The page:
The success of vocational education and training (VET) in European countries, such as Finland and Germany, which enjoy some of the lowest youth unemployment rates in the industrialized world, is prompting smarter, more nuanced ways of thinking about workforce development with governments around the world. Even the Obama administration has announced new initiatives aimed at better training students for "in-demand jobs of the future" at both the high school and college levels.
There is no doubt that VET is fast shedding its blue collar stigma in white collar societies: it is no longer where you sent the low-performing kids or supposed misfits who weren’t suited for classroom learning. On the contrary, vocational schools are making a comeback with new approaches that push kids to graduate – and get them jobs too.
In Nancy Hoffman’s Schooling in the Workplace How Six of the World’s Best Vocational Education Systems Prepare Young People for Jobs and Life (she is vice president and senior advisor at Jobs for the Future, a national nonprofit located in Boston), she argues that “the smartest and quickest route to a wide variety of occupations for the majority of young people in the successful countries – not a default for failing students – is a vocational program that integrates work and learning”. She frames her discussions with a call-out to provide the education and training young people need to prepare for a career or calling.
Clearly, in her examples of best practices highlighted across Austria, Germany, Norway and Switzerland etc, the programs all share a common thread of successfully integrating work and learning. It is also noteworthy that VET in these countries enjoys high prestige, are well funded, and include students who could have gone to medical school if that had been their preference. However, the reality of exporting or implementing VET is not without barriers: many countries lack companies willing to create apprenticeship positions, and patient “masters” happy to pass on their know-how to “their” apprentices, but also the institutions, and close-knit cooperation that is required between employers, politicians, unions and other players to VET successfully.
Opportunely, with Commonwealth Government funding, Polycom was able to work together with Trade Training Centers in both South and West Gippsland to transform this ‘privilege’ into an everyday experience for the local inhabitants of Gippsland, a rural region located in the south-east of Victoria in Australia. The comprehensive range of unified collaboration solutions, including Polycom RealPresence Group Series and Utility Carts, has helped the community of Gippsland address the issue of skill shortage, and boost retention rates in schools by providing easy access to vocational learning and practical trade learning, which was previously not available to everyone in the region. Video collaboration solutions were integrated into classrooms and practical workshops within the participating educational facilities. Now, classes can remotely connect with vocational teachers who may be physically on a farm or in a commercial kitchen, hundreds, if not thousands of kilometres away. Often the instructor is wearing a mobile, on-person camera, so the students are able to see exactly what the instructor is demonstrating.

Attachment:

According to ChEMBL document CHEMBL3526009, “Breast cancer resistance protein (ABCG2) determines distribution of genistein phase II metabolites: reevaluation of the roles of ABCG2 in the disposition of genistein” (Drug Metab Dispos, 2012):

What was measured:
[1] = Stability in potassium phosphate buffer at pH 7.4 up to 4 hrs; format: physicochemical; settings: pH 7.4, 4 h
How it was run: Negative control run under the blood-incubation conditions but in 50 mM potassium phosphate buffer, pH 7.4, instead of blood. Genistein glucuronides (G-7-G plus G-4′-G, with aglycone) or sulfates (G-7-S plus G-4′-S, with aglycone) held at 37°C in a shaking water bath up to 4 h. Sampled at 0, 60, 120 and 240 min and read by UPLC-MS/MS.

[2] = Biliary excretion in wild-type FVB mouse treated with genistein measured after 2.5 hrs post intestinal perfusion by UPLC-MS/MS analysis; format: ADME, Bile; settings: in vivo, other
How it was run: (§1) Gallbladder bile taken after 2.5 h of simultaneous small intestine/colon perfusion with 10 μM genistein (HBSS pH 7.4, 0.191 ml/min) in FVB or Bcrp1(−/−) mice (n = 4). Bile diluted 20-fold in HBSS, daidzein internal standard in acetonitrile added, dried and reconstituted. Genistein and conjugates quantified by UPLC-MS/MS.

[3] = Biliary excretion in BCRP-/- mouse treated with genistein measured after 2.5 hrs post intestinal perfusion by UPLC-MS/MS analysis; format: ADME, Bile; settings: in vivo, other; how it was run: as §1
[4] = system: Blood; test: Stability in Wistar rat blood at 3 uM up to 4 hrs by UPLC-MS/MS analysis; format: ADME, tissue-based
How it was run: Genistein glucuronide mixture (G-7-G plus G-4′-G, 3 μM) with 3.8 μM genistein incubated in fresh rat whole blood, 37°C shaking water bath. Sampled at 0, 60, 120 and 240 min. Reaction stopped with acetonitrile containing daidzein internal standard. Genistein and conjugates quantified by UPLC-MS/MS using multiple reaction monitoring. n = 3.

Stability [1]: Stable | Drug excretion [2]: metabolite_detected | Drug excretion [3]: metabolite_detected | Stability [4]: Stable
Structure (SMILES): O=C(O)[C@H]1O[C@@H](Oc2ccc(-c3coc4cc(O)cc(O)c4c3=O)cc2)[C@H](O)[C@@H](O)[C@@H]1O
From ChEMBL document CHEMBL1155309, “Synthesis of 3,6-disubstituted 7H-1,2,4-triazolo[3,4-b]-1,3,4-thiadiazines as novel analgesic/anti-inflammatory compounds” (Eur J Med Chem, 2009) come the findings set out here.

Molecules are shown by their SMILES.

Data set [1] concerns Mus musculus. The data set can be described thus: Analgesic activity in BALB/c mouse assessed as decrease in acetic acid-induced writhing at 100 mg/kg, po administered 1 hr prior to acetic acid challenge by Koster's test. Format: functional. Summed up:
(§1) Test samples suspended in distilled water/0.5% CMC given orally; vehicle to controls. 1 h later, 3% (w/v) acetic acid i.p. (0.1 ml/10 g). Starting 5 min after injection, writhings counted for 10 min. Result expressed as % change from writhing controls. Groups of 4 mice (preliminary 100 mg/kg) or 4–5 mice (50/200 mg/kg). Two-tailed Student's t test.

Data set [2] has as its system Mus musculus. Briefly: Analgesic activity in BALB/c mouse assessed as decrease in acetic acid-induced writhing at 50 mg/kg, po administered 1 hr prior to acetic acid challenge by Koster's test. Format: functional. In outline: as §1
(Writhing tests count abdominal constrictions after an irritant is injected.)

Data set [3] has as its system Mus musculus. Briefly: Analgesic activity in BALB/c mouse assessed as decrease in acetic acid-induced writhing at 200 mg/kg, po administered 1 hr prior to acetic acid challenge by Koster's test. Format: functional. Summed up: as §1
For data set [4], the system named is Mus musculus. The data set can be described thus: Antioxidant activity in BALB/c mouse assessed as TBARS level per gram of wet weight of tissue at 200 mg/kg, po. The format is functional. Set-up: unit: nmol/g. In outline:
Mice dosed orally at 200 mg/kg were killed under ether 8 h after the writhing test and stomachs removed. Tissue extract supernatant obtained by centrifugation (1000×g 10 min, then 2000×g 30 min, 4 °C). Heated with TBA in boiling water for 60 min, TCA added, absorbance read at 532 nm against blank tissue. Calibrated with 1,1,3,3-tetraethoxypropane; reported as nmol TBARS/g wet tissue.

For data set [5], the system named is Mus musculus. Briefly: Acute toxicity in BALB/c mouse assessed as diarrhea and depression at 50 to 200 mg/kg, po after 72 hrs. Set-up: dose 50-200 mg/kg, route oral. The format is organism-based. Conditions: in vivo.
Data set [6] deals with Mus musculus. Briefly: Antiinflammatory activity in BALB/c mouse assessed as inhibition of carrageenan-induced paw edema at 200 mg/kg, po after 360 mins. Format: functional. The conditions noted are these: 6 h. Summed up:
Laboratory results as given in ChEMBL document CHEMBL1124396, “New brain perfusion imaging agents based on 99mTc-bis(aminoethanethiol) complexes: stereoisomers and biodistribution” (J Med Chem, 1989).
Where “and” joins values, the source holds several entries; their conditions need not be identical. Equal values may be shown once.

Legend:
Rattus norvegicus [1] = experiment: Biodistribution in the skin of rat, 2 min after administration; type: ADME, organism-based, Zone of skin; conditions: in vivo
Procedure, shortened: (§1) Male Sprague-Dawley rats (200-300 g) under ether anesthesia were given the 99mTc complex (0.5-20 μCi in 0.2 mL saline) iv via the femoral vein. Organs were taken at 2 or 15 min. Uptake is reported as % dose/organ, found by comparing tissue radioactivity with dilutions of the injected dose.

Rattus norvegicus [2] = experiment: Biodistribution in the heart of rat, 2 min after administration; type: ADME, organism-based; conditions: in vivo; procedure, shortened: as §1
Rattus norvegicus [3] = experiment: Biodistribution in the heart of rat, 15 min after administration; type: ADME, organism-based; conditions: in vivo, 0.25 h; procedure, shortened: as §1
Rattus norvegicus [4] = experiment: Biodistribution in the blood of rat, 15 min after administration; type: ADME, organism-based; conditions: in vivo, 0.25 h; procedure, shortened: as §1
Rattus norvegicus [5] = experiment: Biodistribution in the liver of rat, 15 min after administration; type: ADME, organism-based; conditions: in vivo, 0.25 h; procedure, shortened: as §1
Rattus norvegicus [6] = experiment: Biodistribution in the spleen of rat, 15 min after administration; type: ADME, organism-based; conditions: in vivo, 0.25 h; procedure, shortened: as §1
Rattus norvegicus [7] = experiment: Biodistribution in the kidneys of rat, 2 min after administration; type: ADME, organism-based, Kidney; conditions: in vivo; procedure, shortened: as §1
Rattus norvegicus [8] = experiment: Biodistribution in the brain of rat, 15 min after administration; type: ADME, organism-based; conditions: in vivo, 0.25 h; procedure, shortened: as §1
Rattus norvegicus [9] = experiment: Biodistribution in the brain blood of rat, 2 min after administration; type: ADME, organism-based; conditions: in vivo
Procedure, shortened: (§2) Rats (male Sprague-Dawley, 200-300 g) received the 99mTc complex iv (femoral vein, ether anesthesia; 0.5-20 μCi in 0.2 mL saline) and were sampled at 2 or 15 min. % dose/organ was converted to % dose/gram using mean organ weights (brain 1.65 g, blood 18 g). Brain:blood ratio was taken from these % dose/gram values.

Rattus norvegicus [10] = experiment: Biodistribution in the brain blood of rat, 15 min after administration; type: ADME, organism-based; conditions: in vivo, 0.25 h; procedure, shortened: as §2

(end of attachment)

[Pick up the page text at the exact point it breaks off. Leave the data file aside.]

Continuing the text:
Importantly, while life might not be as exciting as in the cities, the 250,000-strong community is ensured of a strong and sustainable community well into the future when its youth population sees opportunities for employment where they grew up, and where their families are.
For more information on how you can connect with opportunities as well, please contact our Polycom Grants Assistance Team.
This blog is part of a series of 25 blogs that take a look at how Polycom has transformed industries and business functions.
These blogs are a variety of retrospective, current and visionary perspectives with the common thread of unleashing the power of human collaboration. Follow the hashtag #Polycom25 on Twitter for tweets about this significant anniversary in our history.